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Transmittance & Bandgap

  1. Mar 8, 2016 #1
    1. The problem statement, all variables and given/known data
    I recently completed an experiment where I measured the transmittance of a set of samples (different semiconductors). I'm trying to understand why the transmittance was different for different samples. Only just started learning some solid-state physics.

    The spectrum (I think it was Voltage [y-axis] vs. Wavelength [x-axis])

    The Transmittance of the surface of a material/semiconductor is its effectiveness in transmitting radiant energy.

    The bandgap of a semiconductor is the minimum energy required to excite an electron that is stuck in its bound state into a free state where it can participate in conduction.

    So the transmittance of different semiconductors is different because they have different bandgaps. Is that correct to infer that?

    If so, I'm wondering how different materials have different bandgaps? Is it purely because of their crystalline structure?
  2. jcsd
  3. Mar 8, 2016 #2


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    Yes, different semiconductors have different bandgaps. They transmit light at longer wavelengths and absorb light with wavelenghts shorter than the one corresponding to the bandgap. The bandgap of different materials depend both on the atoms/molecules they consist of and their crystalline structure.
  4. Mar 9, 2016 #3
    What about the reflectance of a semiconductor? Is that also due to bandgap? Or just atoms they are made of, crystalline structure and anti-reflective coating?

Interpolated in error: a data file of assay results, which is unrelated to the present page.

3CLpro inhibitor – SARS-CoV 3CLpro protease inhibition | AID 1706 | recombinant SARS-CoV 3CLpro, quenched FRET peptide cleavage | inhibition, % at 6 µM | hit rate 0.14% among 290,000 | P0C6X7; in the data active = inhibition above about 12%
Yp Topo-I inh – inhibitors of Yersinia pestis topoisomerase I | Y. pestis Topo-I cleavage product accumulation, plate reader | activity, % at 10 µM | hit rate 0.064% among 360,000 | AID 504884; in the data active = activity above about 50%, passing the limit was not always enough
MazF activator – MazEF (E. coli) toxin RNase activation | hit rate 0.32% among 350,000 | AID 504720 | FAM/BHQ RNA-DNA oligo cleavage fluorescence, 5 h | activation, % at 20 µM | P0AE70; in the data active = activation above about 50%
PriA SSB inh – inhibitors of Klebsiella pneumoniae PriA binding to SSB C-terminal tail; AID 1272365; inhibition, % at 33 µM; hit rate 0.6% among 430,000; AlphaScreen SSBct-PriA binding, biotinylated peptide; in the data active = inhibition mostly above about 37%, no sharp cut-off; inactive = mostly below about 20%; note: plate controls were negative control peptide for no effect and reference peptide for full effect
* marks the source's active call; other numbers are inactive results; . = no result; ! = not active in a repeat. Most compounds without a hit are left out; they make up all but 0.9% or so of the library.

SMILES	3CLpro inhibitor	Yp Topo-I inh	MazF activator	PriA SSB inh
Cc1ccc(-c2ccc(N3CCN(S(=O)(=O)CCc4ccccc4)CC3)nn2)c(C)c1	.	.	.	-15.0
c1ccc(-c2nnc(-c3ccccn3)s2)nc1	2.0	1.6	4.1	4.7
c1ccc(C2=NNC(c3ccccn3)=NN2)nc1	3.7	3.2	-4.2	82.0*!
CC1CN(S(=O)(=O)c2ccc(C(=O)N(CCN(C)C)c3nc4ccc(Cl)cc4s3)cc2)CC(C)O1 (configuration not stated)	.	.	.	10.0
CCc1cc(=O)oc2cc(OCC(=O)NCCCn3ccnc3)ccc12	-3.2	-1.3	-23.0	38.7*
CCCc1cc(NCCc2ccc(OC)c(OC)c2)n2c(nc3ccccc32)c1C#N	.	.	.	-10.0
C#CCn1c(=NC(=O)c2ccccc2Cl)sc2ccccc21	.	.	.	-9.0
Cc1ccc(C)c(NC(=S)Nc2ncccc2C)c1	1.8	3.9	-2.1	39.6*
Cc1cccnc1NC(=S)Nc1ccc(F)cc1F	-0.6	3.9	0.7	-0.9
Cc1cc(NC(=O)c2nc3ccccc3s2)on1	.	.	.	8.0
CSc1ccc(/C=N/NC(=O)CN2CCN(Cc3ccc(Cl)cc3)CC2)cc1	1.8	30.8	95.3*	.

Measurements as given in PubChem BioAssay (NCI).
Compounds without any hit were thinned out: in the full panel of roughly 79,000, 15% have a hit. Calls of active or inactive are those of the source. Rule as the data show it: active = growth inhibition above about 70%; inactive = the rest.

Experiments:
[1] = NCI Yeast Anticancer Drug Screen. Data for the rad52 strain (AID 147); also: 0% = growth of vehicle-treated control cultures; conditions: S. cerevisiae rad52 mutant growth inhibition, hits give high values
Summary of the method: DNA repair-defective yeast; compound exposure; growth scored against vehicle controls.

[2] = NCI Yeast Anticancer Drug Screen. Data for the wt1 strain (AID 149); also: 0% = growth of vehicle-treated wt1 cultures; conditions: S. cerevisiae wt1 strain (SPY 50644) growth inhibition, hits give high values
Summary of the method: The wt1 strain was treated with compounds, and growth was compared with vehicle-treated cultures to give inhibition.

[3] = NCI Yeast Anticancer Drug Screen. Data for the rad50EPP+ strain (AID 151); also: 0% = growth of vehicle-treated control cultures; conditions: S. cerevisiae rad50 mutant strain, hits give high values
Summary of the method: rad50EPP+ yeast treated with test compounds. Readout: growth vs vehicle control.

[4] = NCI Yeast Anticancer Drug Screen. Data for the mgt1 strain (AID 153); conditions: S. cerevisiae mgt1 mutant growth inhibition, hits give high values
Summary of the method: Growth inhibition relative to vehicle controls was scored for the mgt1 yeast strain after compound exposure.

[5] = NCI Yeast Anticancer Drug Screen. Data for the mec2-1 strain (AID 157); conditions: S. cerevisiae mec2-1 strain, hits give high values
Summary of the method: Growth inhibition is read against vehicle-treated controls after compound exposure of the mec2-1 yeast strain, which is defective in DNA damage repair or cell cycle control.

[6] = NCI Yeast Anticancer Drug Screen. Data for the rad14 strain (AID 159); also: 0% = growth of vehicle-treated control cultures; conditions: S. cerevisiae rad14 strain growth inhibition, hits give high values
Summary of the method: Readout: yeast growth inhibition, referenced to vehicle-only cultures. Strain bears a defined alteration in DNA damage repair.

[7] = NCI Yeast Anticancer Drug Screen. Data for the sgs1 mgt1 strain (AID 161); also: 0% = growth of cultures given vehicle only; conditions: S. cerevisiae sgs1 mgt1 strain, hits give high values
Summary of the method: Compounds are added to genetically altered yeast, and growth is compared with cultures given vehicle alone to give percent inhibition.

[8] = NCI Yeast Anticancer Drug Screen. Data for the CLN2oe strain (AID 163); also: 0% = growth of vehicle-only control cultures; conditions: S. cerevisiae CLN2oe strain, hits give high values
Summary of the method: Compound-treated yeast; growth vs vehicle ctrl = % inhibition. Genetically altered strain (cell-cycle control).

5. Mar 9, 2016 #4


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    Everything has some reflectance. Highly absorbing materials also have high reflectance. The reflectance can be calculated from the real and imaginary parts of the refractive index, and it also depends on the composition and structure of the material.
    Reflectance can be reduced by anti-reflection coatings.
  6. Mar 9, 2016 #5
    Different semiconductors have different reflectance based on their composition and crystalline structure. So it is beneficial for a solar cell to have anti-reflective coating (ARC) because it reduces the number of reflections and increases the transmittance and absorption, which increases the efficiency of a solar cell?

    If a semiconductor is known to reflect light of a certain wavelength range can an ARC be then placed over the semiconductor to reduce the reflectance at that specific wavelength range? i.e. If a semiconductor has high reflectance from say 600 - 800 nm, an ARC can be placed on the semiconductor that reduces the reflections at this wavelength range.
  7. Mar 9, 2016 #6


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    Yes, reflection means loss of the intensity of the light entering into the solar cell.
    Yes, an ARC coating works in a certain wavelength range. That range must be the same as the working range of the solar cell.
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